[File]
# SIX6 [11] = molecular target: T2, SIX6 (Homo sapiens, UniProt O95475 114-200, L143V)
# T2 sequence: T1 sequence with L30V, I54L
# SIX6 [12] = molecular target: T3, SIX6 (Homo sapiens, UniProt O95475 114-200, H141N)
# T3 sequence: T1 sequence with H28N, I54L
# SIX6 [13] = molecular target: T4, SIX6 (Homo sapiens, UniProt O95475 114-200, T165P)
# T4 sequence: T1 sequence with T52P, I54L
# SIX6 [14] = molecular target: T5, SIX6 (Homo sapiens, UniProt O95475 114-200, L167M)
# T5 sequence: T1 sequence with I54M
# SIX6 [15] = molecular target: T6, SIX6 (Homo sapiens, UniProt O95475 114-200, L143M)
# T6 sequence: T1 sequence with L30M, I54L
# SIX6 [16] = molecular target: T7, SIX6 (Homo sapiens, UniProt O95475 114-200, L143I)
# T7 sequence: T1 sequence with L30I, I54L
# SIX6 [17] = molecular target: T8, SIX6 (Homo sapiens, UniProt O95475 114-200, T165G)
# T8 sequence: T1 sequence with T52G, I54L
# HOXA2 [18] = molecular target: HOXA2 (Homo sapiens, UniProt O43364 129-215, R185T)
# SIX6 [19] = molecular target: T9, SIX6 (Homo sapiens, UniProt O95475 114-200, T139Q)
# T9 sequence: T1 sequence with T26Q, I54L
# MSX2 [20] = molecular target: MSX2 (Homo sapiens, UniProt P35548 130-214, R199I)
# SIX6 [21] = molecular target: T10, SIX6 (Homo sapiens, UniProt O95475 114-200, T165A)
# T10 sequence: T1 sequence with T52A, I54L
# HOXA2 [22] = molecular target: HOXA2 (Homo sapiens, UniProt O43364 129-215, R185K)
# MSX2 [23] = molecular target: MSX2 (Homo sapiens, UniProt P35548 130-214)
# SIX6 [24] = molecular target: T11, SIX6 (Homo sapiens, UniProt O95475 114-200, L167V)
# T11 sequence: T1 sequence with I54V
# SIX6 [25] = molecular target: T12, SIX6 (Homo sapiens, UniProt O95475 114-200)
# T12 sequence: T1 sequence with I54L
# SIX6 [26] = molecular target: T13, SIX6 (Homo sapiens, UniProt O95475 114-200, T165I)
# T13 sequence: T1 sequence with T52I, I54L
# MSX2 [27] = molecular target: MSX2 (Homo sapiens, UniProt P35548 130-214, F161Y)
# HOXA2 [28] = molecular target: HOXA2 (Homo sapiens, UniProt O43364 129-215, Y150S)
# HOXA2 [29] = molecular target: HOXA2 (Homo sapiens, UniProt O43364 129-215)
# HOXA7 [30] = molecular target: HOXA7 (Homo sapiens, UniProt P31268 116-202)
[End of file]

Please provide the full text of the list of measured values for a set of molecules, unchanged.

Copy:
# SIX6 [11] = molecular target: T2, SIX6 (Homo sapiens, UniProt O95475 114-200, L143V)
# T2 sequence: T1 sequence with L30V, I54L
# SIX6 [12] = molecular target: T3, SIX6 (Homo sapiens, UniProt O95475 114-200, H141N)
# T3 sequence: T1 sequence with H28N, I54L
# SIX6 [13] = molecular target: T4, SIX6 (Homo sapiens, UniProt O95475 114-200, T165P)
# T4 sequence: T1 sequence with T52P, I54L
# SIX6 [14] = molecular target: T5, SIX6 (Homo sapiens, UniProt O95475 114-200, L167M)
# T5 sequence: T1 sequence with I54M
# SIX6 [15] = molecular target: T6, SIX6 (Homo sapiens, UniProt O95475 114-200, L143M)
# T6 sequence: T1 sequence with L30M, I54L
# SIX6 [16] = molecular target: T7, SIX6 (Homo sapiens, UniProt O95475 114-200, L143I)
# T7 sequence: T1 sequence with L30I, I54L
# SIX6 [17] = molecular target: T8, SIX6 (Homo sapiens, UniProt O95475 114-200, T165G)
# T8 sequence: T1 sequence with T52G, I54L
# HOXA2 [18] = molecular target: HOXA2 (Homo sapiens, UniProt O43364 129-215, R185T)
# SIX6 [19] = molecular target: T9, SIX6 (Homo sapiens, UniProt O95475 114-200, T139Q)
# T9 sequence: T1 sequence with T26Q, I54L
# MSX2 [20] = molecular target: MSX2 (Homo sapiens, UniProt P35548 130-214, R199I)
# SIX6 [21] = molecular target: T10, SIX6 (Homo sapiens, UniProt O95475 114-200, T165A)
# T10 sequence: T1 sequence with T52A, I54L
# HOXA2 [22] = molecular target: HOXA2 (Homo sapiens, UniProt O43364 129-215, R185K)
# MSX2 [23] = molecular target: MSX2 (Homo sapiens, UniProt P35548 130-214)
# SIX6 [24] = molecular target: T11, SIX6 (Homo sapiens, UniProt O95475 114-200, L167V)
# T11 sequence: T1 sequence with I54V
# SIX6 [25] = molecular target: T12, SIX6 (Homo sapiens, UniProt O95475 114-200)
# T12 sequence: T1 sequence with I54L
# SIX6 [26] = molecular target: T13, SIX6 (Homo sapiens, UniProt O95475 114-200, T165I)
# T13 sequence: T1 sequence with T52I, I54L
# MSX2 [27] = molecular target: MSX2 (Homo sapiens, UniProt P35548 130-214, F161Y)
# HOXA2 [28] = molecular target: HOXA2 (Homo sapiens, UniProt O43364 129-215, Y150S)
# HOXA2 [29] = molecular target: HOXA2 (Homo sapiens, UniProt O43364 129-215)
# HOXA7 [30] = molecular target: HOXA7 (Homo sapiens, UniProt P31268 116-202)